We organize a module's directory structure corresponding to common Java industry conventions for source code management. Although there are different conventions, this is the directory structure used in our build environment:

  |-- build/
  |-- etc/
  |-- src/
  |-- test/
  |-- build.xml

Here's what each entry means:


A submodule is just a module that is a child of another (parent) module. You might have seen other module-based Ant builds where the hierarchy is flat; i.e., one level deep. Our build structure goes a little further than that: ours is two levels deep.

Continuing with our build and the concept of submodules, you would see a build hierarchy like the following, with the module and submodule directories expanded:

     |-- etc/
     |-- src/
     |-- build.xml
     |-- etc/
     |-- src/
     |-- build.xml

OK, so this looks a little complex. Why would we want to do this?

Well, let's preface the answer with a little background on enterprise applications and the concept of an artifact-driven build.

Enterprise applications are almost always client/server-based. Even if you only deploy a web application, it's usually architected as a client-server MVC application. That is, the web page itself is a client view, but the "server"-side components are usually business POJOs that execute business logic on behalf of the component rendering the web page. Even if they are deployed in a single .war, there is a definite architectural separation between code that is primarily used for rendering a view (client code) versus code that is used for processing business requests (server code). At least, there should be!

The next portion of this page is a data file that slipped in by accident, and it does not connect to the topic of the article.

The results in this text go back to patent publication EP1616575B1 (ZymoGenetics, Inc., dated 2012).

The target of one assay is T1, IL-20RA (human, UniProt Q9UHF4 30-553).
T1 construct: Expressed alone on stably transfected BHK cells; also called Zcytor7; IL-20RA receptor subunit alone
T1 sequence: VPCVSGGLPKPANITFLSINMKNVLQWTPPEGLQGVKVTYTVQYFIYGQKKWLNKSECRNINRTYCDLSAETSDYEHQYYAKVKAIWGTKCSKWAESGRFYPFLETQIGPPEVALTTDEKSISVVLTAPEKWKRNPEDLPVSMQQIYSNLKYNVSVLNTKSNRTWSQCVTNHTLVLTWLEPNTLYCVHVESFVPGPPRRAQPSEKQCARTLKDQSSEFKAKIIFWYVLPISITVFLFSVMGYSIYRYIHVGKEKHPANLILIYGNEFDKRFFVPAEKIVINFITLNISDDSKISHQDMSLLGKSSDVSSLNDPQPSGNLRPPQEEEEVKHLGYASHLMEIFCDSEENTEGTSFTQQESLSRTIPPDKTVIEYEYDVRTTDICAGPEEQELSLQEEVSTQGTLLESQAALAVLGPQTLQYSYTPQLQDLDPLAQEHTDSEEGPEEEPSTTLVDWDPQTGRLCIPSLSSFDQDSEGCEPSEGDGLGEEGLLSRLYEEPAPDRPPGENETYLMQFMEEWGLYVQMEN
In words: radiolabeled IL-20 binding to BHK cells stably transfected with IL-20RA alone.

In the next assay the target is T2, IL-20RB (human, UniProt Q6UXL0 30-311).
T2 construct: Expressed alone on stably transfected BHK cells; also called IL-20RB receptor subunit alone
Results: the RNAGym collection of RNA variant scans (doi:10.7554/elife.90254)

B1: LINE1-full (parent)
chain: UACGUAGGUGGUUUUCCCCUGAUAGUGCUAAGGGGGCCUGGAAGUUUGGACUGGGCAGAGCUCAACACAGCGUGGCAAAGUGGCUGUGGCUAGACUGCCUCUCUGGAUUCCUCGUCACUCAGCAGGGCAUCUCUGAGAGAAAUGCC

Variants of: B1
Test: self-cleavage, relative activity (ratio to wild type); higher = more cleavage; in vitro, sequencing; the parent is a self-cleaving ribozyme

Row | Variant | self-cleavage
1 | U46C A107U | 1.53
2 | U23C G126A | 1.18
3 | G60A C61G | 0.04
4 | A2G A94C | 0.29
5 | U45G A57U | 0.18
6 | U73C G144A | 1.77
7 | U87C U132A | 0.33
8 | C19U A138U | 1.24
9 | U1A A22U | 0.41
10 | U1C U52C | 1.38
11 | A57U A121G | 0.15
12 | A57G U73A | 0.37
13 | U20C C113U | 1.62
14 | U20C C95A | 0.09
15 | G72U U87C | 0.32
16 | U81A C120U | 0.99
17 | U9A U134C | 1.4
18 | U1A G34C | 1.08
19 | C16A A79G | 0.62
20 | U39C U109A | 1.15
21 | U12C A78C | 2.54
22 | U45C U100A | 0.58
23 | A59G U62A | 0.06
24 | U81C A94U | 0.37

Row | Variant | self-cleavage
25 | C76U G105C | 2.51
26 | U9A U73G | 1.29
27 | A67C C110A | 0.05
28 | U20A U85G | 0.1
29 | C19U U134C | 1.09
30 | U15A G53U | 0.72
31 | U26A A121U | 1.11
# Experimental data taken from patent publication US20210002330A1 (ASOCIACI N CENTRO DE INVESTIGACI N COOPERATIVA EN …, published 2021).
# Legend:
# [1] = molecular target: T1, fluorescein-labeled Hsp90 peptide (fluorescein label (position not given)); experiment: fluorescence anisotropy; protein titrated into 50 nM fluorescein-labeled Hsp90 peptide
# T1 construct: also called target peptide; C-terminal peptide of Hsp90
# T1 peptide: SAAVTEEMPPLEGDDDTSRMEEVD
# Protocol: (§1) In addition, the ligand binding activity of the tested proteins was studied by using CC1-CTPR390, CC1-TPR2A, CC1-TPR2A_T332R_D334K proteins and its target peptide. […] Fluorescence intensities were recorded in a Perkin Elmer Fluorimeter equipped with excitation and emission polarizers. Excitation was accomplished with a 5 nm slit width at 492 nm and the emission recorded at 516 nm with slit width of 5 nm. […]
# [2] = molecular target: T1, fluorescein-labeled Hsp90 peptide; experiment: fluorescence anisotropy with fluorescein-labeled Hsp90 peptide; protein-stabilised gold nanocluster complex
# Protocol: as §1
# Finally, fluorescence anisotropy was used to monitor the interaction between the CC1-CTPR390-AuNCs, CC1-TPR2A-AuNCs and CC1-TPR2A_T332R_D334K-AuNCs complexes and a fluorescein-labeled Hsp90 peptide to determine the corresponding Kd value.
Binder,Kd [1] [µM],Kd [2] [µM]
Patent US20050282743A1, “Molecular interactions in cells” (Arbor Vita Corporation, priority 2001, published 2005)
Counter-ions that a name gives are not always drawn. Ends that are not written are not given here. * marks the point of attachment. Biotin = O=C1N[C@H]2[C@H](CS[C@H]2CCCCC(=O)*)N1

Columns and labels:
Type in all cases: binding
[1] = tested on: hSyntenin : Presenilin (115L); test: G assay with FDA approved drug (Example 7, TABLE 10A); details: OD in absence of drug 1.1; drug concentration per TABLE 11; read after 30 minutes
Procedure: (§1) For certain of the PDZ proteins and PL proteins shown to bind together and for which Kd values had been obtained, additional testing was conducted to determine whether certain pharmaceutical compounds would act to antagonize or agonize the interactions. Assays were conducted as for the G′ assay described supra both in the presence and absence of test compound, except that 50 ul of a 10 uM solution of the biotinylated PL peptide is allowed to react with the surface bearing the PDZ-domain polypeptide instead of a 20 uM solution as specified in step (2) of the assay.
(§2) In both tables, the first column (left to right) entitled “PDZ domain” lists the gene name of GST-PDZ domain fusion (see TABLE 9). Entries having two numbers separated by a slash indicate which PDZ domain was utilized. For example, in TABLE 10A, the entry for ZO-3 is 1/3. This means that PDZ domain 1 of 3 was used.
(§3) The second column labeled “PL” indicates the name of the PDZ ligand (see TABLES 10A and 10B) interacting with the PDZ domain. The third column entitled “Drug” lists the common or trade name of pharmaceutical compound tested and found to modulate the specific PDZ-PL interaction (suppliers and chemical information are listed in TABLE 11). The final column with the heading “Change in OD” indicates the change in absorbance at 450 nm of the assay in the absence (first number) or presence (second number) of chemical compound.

The notion of client and sever code becomes more obvious in a more traditional client/server application where there is a standalone client GUI communicating with a server-side business object via sockets.

It would be very clean and elegant if we only needed to deploy client code to the client application and server code to the application server. Both tiers also probably share common code, so it would be nice to send common .jars to both client and server. This is the cleanest way to deploy code and manage dependencies between tiers. Our build environment has the ability to create artifacts exactly as desired.

Next we will look at how submodules help us achieve an artifact-driven build.

Hierarchy and Build Artifacts

The deployment scenario just described surfaces a desire for an artifact-driven build: each module or submodule in the build environment should be responsible for creating an artifact that will be deployed to the client or server or both. This is easily done in our build environment by further breaking down the modules in our sample application into common, client, and server submodules. The parent-child relationship and delegation of build responsibilities is what makes this build hierarchical as well.

Using our sample application's admin module, lets see what the hierarchy looks like in an expanded directory tree:

  |-- admin/
    |-- common/
      |-- etc/
      |-- src/
      |-- test/
      |-- build.xml
    |-- client/
      |-- etc/
      |-- src/
      |-- test/
      |-- build.xml
    |-- server/
      |-- etc/
      |-- src/
      |-- test/
      |-- build.xml
    |-- build.xml

Each submodule's contents are structured as defined before, but there's a noticeable difference.